Showed up in the late fourteenth century, where it meant enfold or entangle. Seriously. It comes from the Old French emplier and classical Latin implicare, involve. The enfold definition makes sense since plicare means fold and in- means, well, in. Like apply, it just went off in a completely new direction. Latin meant enfolding in the figurative sense, so enfolding in an event (or whatever) would be involving. English kind of took it from there.

Reply showed up in the late fourteenth century with the same definition. It comes from the Old French replier, and Late Latin replicare. The re- prefix means back, and with plicare, to fold, it means to fold back again. Like all the other words here, its meaning comes from the figurative use of the word.

Comply showed up in the early fourteenth century, where it meant fulfill or carry out, like one would an order (at least getting to the definition of agreement makes sense from there). Comply was compli in Old French (same definition) and in Vulgar Latin it was complire and classical Latin complere. Notice there’s not a plicare in there? That’s because although comply may have been influenced by ply, it actually comes from complete. Despite what it looks like, it’s not a ply word! It’s actually made up by the prefix com-, with or together, and plere, fulfill.

Supply just happens to be in the same boat as comply. It’s not from plicare but plere, being a combination of sub- (from below) and plere, fulfill. To fulfill from below. I’m going to guess that’s figurative. Oh, and it showed up in the fourteenth century.

TL;DR: There are two origin words for -ply words because we dropped the c from one of them.


I really wonder what it was that made this post so popular. It’s not that it’s bad, but its view count is certainly much higher than average. Any guesses as to why? Or is this another weird glitch?

Tuesday, September 16, 2014

Going Postal II, Part 1

Today’s my blogiversary! I think. I’m like ninety percent sure. Anyway, I’m going to celebrate like I did last year: by reposting! Because there’s no better way to celebrate your blog’s longevity than by not blogging. And first up is the post that I think was my best one from the past year, even if it doesn’t have a terrible amount of views or comments. It’s actually from last September, after I did the repost thing for the first time.

The Z is for Zombie (Originally posted 9/24/2013 [http://jeoneil.blogspot.com/2013/09/the-z-is-for-zombie.html])

Well, I finally got around to watching World War Z last weekend, so spoilers ahoy if you haven’t seen it yet but still want to. It has already been reviewed by more articulate people than I (who also saw the movie when it actually came out, thus making the reviews actually useful), so I’m not going to go into much depth about it. Suffice to say it was a very standard action film with characters that weren’t realized enough to be compelling and despite being a zombie movie, wasn’t really scary. Honestly, reading the news about its troubled production was way more entertaining than the resulting film.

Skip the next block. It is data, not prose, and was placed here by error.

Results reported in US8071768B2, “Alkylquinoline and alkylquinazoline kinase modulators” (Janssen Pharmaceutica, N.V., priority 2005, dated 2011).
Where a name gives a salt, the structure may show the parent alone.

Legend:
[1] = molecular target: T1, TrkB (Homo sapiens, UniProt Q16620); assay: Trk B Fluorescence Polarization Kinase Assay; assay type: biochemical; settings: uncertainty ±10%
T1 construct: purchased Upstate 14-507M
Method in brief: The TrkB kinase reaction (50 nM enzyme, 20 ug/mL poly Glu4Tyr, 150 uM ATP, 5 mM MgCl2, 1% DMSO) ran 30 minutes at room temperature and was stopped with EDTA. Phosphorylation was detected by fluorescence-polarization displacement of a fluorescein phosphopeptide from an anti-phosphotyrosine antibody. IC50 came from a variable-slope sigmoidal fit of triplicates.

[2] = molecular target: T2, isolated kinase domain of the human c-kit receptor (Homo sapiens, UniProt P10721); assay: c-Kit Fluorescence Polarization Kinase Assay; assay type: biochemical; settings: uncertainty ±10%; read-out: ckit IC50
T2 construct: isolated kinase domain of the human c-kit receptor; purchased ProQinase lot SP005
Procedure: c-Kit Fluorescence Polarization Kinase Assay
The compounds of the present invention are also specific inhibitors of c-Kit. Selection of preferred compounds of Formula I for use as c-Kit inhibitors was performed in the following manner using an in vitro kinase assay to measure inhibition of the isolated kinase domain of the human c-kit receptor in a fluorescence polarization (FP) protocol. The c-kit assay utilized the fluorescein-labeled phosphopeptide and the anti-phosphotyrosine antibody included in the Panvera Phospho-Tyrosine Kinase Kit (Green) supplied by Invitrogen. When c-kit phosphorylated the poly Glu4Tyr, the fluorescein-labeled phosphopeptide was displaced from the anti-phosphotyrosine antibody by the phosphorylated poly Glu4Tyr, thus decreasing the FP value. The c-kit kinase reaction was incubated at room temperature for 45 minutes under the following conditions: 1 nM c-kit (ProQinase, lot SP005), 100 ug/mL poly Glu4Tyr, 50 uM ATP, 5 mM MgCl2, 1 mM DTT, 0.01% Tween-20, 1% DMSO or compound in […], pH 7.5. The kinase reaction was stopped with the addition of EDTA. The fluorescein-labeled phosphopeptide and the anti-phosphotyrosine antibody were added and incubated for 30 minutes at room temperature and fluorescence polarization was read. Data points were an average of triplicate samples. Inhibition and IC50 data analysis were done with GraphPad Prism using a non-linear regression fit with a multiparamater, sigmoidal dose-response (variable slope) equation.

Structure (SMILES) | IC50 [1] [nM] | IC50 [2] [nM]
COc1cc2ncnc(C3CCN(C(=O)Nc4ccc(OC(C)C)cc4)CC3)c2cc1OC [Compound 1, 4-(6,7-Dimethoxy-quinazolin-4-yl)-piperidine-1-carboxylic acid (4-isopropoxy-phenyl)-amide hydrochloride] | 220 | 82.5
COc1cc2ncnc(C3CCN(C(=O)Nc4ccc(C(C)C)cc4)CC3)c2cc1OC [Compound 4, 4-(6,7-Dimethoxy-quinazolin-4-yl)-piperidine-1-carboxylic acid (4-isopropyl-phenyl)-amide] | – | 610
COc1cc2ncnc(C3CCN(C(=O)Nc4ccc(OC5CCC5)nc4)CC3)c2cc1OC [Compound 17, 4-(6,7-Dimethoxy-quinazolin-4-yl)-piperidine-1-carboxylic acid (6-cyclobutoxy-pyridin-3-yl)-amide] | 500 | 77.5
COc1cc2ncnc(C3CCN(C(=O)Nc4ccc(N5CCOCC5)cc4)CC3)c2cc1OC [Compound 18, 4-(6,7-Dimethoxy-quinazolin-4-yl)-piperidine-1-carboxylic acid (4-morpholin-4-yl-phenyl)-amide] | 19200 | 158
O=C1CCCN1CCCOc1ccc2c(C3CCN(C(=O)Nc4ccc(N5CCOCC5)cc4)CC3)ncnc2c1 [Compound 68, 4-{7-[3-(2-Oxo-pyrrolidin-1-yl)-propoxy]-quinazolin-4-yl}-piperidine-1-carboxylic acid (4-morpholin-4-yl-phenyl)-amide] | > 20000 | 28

The real point I want to get into is how it was a very poor adaptation of the book, like adaptation in name only. The book is about societal collapse and eventually, its reconstruction. It’s accepted that the zombie plague can’t be cured, can’t be prevented, and is always fatal. Conventional methods of warfare are ineffective. Ruthless, amoral methods end up being the only way to survive, from cannibalism to using humans as zombie bait.

The movie shows none of that, except maybe the plague being incurable. Zombies are unstoppable excepting headshots, like in the book, but there is never any modification of tactics beyond that “infect yourself with a curable disease and then the zombies won’t want you” thing. Even though I would think that the rotting undead wouldn’t be that picky. Seeing as they’re dead.

But that’s beside the point. The movie is weak. The societal upheaval is replaced with a man searching for clues about the disease so he can reunite with his family. Granted, the original framing of WORLD WAR Z had no main character (except maybe the guy conducting the interviews), but still. They could have come up with something better than the weaksauce every-action-movie-ever plot they had. They didn’t try to make a WORLD WAR Z movie (or they tried and failed…miserably). They made a zombie movie with World War Z as its title.

Finally, I would like to point out that just because this movie of a book was bad doesn’t mean all book-movies are bad, even the ones that are bad adaptations. The original version of Blade Runner is hardly the adaptation of Do Androids Dream of Electric Sheep? but most consider it a good movie in its own right. So if you’re not going to make a good adaptation, at least try to make a good movie.

Why is this my best? I’m not sure. I just think I nailed it on the head here. Not that World War Z was particularly difficult to find fault in. My only regret is that I could have gone into more detail about what made it fail as a movie, which I think is the greater sin than it simply being a poor adaptation. So what do you think about bad movies and bad adaptations of books?